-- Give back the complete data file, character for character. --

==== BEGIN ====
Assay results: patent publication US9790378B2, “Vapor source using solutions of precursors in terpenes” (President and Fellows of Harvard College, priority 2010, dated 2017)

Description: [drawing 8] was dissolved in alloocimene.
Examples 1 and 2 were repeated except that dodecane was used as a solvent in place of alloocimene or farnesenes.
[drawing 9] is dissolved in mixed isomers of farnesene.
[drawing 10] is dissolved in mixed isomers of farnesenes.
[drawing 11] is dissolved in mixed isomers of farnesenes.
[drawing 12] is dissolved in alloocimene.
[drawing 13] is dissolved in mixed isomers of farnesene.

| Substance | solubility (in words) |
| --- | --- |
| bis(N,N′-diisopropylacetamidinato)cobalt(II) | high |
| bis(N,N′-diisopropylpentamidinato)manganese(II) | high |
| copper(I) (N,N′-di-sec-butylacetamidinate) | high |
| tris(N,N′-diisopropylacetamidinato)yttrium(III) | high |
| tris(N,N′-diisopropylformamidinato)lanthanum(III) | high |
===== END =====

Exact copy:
Assay results: patent publication US9790378B2, “Vapor source using solutions of precursors in terpenes” (President and Fellows of Harvard College, priority 2010, dated 2017)

Description: [drawing 8] was dissolved in alloocimene.
Examples 1 and 2 were repeated except that dodecane was used as a solvent in place of alloocimene or farnesenes.
[drawing 9] is dissolved in mixed isomers of farnesene.
[drawing 10] is dissolved in mixed isomers of farnesenes.
[drawing 11] is dissolved in mixed isomers of farnesenes.
[drawing 12] is dissolved in alloocimene.
[drawing 13] is dissolved in mixed isomers of farnesene.

| Substance | solubility (in words) |
| --- | --- |
| bis(N,N′-diisopropylacetamidinato)cobalt(II) | high |
| bis(N,N′-diisopropylpentamidinato)manganese(II) | high |
| copper(I) (N,N′-di-sec-butylacetamidinate) | high |
| tris(N,N′-diisopropylacetamidinato)yttrium(III) | high |
| tris(N,N′-diisopropylformamidinato)lanthanum(III) | high |